If you’ve never been to the Miller Senate Building to watch or testify in committee hearings, you might not be aware that Annapolis is home to two of Maryland’s artistic treasures.

As you cross the threshold of the building, you walk over a marble mosaic of the Great Seal of Maryland. The marble is from Virginia.

The Seal dates back to Maryland’s founding as a colony in 1634. Like the state flag, it features a shield bearing the colors of the the Calvert and Crossland families. The two men holding the shield represent Lord Baltimore’s two estates in the new world. The Farmer represents Maryland and the fisherman represents Avalon in Newfoundland. Though it could just as easily represent life on the Chesapeake Bay.

To this day, the imprint of the Great Seal is required to authenticate all acts of the General Assembly.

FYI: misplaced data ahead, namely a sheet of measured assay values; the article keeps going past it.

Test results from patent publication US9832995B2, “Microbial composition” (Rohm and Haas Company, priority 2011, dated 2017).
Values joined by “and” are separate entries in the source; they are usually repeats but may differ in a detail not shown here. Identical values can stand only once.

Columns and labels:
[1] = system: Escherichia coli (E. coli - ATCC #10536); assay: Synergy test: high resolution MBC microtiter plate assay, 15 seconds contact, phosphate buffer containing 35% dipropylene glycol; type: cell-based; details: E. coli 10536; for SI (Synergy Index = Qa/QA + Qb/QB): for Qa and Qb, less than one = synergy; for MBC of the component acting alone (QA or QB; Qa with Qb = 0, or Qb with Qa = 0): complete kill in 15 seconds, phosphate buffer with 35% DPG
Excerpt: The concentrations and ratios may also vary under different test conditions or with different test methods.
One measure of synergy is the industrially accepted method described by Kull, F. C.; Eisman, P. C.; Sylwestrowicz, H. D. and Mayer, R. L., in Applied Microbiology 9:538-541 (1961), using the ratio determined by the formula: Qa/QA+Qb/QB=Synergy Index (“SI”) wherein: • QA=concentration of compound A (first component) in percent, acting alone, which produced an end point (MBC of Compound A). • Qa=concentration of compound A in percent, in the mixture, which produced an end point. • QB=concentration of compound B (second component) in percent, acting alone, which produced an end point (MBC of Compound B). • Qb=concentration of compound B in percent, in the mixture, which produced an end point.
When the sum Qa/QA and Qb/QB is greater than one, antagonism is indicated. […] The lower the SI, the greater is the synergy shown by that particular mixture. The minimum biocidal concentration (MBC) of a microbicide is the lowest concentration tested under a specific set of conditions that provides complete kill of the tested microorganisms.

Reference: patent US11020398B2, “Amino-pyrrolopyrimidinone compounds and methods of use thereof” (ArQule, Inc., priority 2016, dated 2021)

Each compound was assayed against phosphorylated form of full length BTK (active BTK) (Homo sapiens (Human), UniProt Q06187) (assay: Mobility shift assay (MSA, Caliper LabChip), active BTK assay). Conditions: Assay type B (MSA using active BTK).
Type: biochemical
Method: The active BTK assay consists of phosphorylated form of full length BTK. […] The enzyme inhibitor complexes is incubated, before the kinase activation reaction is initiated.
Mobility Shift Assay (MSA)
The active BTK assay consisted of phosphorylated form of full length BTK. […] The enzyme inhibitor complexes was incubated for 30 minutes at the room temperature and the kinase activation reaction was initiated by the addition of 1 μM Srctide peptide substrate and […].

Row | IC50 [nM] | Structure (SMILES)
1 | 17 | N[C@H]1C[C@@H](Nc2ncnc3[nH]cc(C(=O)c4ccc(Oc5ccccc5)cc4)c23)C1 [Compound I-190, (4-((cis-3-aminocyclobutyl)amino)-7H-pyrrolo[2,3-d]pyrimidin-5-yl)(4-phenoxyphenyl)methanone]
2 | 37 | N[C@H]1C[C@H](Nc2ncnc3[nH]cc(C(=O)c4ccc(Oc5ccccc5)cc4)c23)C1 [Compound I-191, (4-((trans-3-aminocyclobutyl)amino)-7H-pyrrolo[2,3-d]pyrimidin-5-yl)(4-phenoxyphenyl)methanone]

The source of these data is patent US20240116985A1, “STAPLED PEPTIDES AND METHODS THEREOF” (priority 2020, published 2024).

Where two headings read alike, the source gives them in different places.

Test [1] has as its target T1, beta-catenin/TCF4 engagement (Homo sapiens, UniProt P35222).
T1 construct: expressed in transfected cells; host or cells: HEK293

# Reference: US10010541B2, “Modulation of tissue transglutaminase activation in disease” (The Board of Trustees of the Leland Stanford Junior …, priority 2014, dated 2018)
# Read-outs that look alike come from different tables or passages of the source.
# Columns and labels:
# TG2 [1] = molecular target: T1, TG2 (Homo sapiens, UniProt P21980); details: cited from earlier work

As you stand on the seal, if you were to look up, you would find yourself under an amazing glass dome.

The dome was created in 1903 by Tiffany Glass & Decorating Co. It’s twenty feet in diameter. Oddly this dome has moved multiple times in its life, installed for a time in the Joint Hearing Room. It returned to the Miller Office Building in 2000.

There are also five Tiffany skylights in the State House, as well as two windows in the Joint Hearing Room which bear the Great Seal.

The next time you’re in Annapolis, don’t just visit the harbor and the Naval Academy. Make sure to check out some of the works of art in and around the State House.

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